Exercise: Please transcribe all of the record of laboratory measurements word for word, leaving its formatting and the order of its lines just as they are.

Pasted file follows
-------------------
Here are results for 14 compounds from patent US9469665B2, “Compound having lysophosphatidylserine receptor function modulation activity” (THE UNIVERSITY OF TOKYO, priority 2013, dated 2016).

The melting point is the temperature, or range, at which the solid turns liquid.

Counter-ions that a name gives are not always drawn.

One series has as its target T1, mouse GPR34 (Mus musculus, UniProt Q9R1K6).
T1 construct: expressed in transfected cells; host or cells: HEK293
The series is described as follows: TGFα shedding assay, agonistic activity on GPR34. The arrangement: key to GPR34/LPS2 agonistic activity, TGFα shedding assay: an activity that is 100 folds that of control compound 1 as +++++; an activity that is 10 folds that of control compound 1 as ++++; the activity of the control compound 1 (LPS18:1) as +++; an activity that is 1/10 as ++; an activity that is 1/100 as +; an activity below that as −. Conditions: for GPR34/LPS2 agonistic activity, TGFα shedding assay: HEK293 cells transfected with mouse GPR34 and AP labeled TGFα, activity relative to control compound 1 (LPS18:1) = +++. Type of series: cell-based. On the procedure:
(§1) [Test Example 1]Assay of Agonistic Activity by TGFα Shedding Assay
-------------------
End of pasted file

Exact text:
Here are results for 14 compounds from patent US9469665B2, “Compound having lysophosphatidylserine receptor function modulation activity” (THE UNIVERSITY OF TOKYO, priority 2013, dated 2016).

The melting point is the temperature, or range, at which the solid turns liquid.

Counter-ions that a name gives are not always drawn.

One series has as its target T1, mouse GPR34 (Mus musculus, UniProt Q9R1K6).
T1 construct: expressed in transfected cells; host or cells: HEK293
The series is described as follows: TGFα shedding assay, agonistic activity on GPR34. The arrangement: key to GPR34/LPS2 agonistic activity, TGFα shedding assay: an activity that is 100 folds that of control compound 1 as +++++; an activity that is 10 folds that of control compound 1 as ++++; the activity of the control compound 1 (LPS18:1) as +++; an activity that is 1/10 as ++; an activity that is 1/100 as +; an activity below that as −. Conditions: for GPR34/LPS2 agonistic activity, TGFα shedding assay: HEK293 cells transfected with mouse GPR34 and AP labeled TGFα, activity relative to control compound 1 (LPS18:1) = +++. Type of series: cell-based. On the procedure:
(§1) [Test Example 1]Assay of Agonistic Activity by TGFα Shedding Assay